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- Homo Sum, Volume 3. - 5/8 -


"It is strange!" thought he, "what we give to women to bind them to us they use as weapons to turn against us, be it to please some other man, or to smooth the path by which they escape from us. It was with a bracelet of Glycera's that I paid the captain of the ship that brought us to Alexandria; but the soft-hearted fool, whose dove flew after me, and I are men of a different stamp; I will follow my flown bird, and catch it again." He spoke the last words aloud, and then desired one of the senator's slaves to give his mule a good feed and drink, for his own groom, and the superior decurion who during his absence must take his place, were also worshippers of Mithras, and had not yet returned from the mountain.

Phoebicius did not doubt that the woman who had joined the caravan--which he himself had seen yesterday--was his fugitive wife, and he knew that his delay might have reduced his earnest wish to overtake her and punish her to the remotest probability; but he was a Roman soldier, and would rather have laid violent hands on himself than have left his post without a deputy. When at last his fellow-worshippers came from their sacrifice and worship of the rising sun, his preparations for his long journey were completed.

Phoebicius carefully impressed on the decurion all he had to do during his absence, and how he was to conduct himself; then he delivered the key of his house into Petrus' keeping as well as the black slave-woman, who wept loudly and passionately over the flight of her mistress; he requested the senator to bring the anchorite's misdeed to the knowledge of the bishop, and then, guided by the Amalekite Talib, who rode before him on his dromedary, he trotted hastily away in pursuit of the caravan, so as to reach the sea, if possible, before its embarkation.

As the hoofs of the mule sounded fainter and fainter in the distance, Paulus also quitted the senator's courtyard; Dorothea pointed after him as he walked towards the mountain. "In truth, husband," said she, "this has been a strange morning; everything that has occurred looks as clear as day, and yet I cannot understand it all. My heart aches when I think what may happen to the wretched Sirona if her enraged husband overtakes her. It seems to me that there are two sorts of marriage; one was instituted by the most loving of the angels, nay, by the All-merciful Himself, but the other it is not to be thought of! How can those two live together for the future? And that under our roof! Their closed house looks to me as though ruined and burnt-out, and we have already seen the nettles spring up which grow everywhere among the ruins of human dwellings."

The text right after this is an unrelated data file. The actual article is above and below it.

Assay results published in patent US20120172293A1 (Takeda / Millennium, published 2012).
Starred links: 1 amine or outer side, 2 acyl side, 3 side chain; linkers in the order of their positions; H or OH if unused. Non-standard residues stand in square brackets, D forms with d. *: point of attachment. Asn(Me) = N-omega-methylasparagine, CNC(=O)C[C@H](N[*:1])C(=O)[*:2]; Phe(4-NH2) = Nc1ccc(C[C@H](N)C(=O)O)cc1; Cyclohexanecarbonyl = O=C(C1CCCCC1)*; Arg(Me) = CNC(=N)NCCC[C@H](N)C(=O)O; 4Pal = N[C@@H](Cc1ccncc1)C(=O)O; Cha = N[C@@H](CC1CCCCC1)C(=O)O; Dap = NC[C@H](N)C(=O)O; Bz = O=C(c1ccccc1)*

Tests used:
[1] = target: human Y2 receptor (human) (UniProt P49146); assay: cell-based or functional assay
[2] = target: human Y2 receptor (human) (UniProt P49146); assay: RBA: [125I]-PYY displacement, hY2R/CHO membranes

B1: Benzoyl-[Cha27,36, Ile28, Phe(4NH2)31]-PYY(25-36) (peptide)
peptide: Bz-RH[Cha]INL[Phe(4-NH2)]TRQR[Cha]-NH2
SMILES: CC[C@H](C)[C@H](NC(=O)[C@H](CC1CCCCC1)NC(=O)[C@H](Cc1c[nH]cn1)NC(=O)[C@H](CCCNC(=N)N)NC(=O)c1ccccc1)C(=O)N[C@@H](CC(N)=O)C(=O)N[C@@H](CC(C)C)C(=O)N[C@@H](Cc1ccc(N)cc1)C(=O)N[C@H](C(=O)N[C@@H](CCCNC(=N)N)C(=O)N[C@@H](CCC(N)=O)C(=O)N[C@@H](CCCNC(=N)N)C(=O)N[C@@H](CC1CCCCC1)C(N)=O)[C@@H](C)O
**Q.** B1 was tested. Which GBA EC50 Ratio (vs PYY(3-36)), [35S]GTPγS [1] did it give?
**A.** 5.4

CHAPTER XII.

The path of every star is fixed and limited, every plant bears flowers and fruit which in form and color exactly resemble their kind, and in all the fundamental characteristics of their qualities and dispositions, of their instinctive bent and external impulse, all animals of the same species resemble each other; thus, the hunter who knows the red-deer in his father's forest, may know in every forest on earth how the stag will behave in any given case. The better a genus is fitted for variability in the conformation of its individuals, the higher is the rank it is entitled to hold in the graduated series of creatures capable of development; and it is precisely that wonderful many-sidedness of his inner life, and of its outward manifestation, which assigns to man his superiority over all other animated beings.

Some few of our qualities and activities can be fitly symbolized in allegorical fashion by animals; thus, courage finds an emblem in the lion, gentleness in the dove, but the perfect human form has satisfied a thousand generations, and will satisfy a thousand more, when we desire to reduce the divinity to a sensible image, for, in truth, our heart is as surely capable of comprehending "God in us,"--that is in our feelings-- as our intellect is capable of comprehending His outward manifestation in the universe.

Every characteristic of every finite being is to be found again in man, and no characteristic that we can attribute to the Most High is foreign to our own soul, which, in like manner, is infinite and immeasurable, for it can extend its investigating feelers to the very utmost boundary of space and time. Hence, the roads which are open to the soul, are numberless as those of the divinity. Often they seem strange, but the initiated very well know that these roads are in accordance to fixed laws, and that even the most exceptional emotions of the soul may be traced back to causes which were capable of giving rise to them and to no others.

Blows hurt, disgrace is a burden, and unjust punishment embitters the heart, but Paulus' soul had sought and found a way to which these simple propositions did not apply.

He had been ill-used and contemned, and, though perfectly innocent, ere he left the oasis he was condemned to the severest penance. As soon as the bishop had heard from Petrus of all that had happened in his house, he had sent for Paulus, and as he could answer nothing to the accusation, he had expelled him from his flock--to which the anchorites belonged-- forbidden him to visit the church on week-days, and declared that this his sentence should be publicly proclaimed before the assembled congregation of the believers.

And how did this affect Paulus as he climbed the mountain, lonely and proscribed?

A fisherman from the little seaport of Pharan, who met him half-way and exchanged a greeting with him, thought to himself as he looked after him, "The great graybeard looks as happy as if he had found a treasure." Then he walked on into the valley with his scaly wares, reminded, as he went, of his son's expression of face when his wife bore him his first little one.